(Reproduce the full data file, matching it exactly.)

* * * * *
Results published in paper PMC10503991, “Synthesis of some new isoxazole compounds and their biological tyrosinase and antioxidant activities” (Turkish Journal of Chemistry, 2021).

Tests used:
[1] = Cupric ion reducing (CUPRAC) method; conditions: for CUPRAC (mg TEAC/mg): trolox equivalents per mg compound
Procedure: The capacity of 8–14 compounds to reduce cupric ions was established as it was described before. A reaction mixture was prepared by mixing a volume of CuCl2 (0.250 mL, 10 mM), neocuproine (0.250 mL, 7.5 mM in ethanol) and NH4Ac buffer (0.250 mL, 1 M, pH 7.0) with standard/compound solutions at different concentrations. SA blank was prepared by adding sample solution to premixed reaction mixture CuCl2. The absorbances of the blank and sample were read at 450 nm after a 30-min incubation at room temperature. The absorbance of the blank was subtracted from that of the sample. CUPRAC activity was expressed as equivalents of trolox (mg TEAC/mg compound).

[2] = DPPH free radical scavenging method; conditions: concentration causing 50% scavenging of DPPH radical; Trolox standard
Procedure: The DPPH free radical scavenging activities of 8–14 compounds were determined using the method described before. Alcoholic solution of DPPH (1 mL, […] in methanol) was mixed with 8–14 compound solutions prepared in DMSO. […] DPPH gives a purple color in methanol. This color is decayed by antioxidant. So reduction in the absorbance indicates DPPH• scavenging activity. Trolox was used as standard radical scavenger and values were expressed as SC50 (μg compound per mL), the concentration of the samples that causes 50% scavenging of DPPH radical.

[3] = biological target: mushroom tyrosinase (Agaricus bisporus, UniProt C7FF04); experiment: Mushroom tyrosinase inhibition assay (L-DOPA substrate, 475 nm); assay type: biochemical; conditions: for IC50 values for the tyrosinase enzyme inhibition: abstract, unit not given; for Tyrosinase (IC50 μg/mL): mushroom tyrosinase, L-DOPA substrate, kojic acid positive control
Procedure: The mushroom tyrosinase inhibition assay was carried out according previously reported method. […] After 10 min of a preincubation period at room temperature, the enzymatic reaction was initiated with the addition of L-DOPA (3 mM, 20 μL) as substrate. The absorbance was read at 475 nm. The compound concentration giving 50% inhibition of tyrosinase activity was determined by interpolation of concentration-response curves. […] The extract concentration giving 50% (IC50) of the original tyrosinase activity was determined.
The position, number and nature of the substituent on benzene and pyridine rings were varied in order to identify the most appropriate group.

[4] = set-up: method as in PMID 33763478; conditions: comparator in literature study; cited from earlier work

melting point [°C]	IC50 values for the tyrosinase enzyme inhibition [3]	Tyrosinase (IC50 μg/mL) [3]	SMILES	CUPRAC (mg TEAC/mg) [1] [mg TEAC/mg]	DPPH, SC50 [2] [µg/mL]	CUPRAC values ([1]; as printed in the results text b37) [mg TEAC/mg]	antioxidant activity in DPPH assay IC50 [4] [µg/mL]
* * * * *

Results published in paper PMC10503991, “Synthesis of some new isoxazole compounds and their biological tyrosinase and antioxidant activities” (Turkish Journal of Chemistry, 2021).

Tests used:
[1] = Cupric ion reducing (CUPRAC) method; conditions: for CUPRAC (mg TEAC/mg): trolox equivalents per mg compound
Procedure: The capacity of 8–14 compounds to reduce cupric ions was established as it was described before. A reaction mixture was prepared by mixing a volume of CuCl2 (0.250 mL, 10 mM), neocuproine (0.250 mL, 7.5 mM in ethanol) and NH4Ac buffer (0.250 mL, 1 M, pH 7.0) with standard/compound solutions at different concentrations. SA blank was prepared by adding sample solution to premixed reaction mixture CuCl2. The absorbances of the blank and sample were read at 450 nm after a 30-min incubation at room temperature. The absorbance of the blank was subtracted from that of the sample. CUPRAC activity was expressed as equivalents of trolox (mg TEAC/mg compound).

[2] = DPPH free radical scavenging method; conditions: concentration causing 50% scavenging of DPPH radical; Trolox standard
Procedure: The DPPH free radical scavenging activities of 8–14 compounds were determined using the method described before. Alcoholic solution of DPPH (1 mL, […] in methanol) was mixed with 8–14 compound solutions prepared in DMSO. […] DPPH gives a purple color in methanol. This color is decayed by antioxidant. So reduction in the absorbance indicates DPPH• scavenging activity. Trolox was used as standard radical scavenger and values were expressed as SC50 (μg compound per mL), the concentration of the samples that causes 50% scavenging of DPPH radical.

[3] = biological target: mushroom tyrosinase (Agaricus bisporus, UniProt C7FF04); experiment: Mushroom tyrosinase inhibition assay (L-DOPA substrate, 475 nm); assay type: biochemical; conditions: for IC50 values for the tyrosinase enzyme inhibition: abstract, unit not given; for Tyrosinase (IC50 μg/mL): mushroom tyrosinase, L-DOPA substrate, kojic acid positive control
Procedure: The mushroom tyrosinase inhibition assay was carried out according previously reported method. […] After 10 min of a preincubation period at room temperature, the enzymatic reaction was initiated with the addition of L-DOPA (3 mM, 20 μL) as substrate. The absorbance was read at 475 nm. The compound concentration giving 50% inhibition of tyrosinase activity was determined by interpolation of concentration-response curves. […] The extract concentration giving 50% (IC50) of the original tyrosinase activity was determined.
The position, number and nature of the substituent on benzene and pyridine rings were varied in order to identify the most appropriate group.

[4] = set-up: method as in PMID 33763478; conditions: comparator in literature study; cited from earlier work

melting point [°C]	IC50 values for the tyrosinase enzyme inhibition [3]	Tyrosinase (IC50 μg/mL) [3]	SMILES	CUPRAC (mg TEAC/mg) [1] [mg TEAC/mg]	DPPH, SC50 [2] [µg/mL]	CUPRAC values ([1]; as printed in the results text b37) [mg TEAC/mg]	antioxidant activity in DPPH assay IC50 [4] [µg/mL]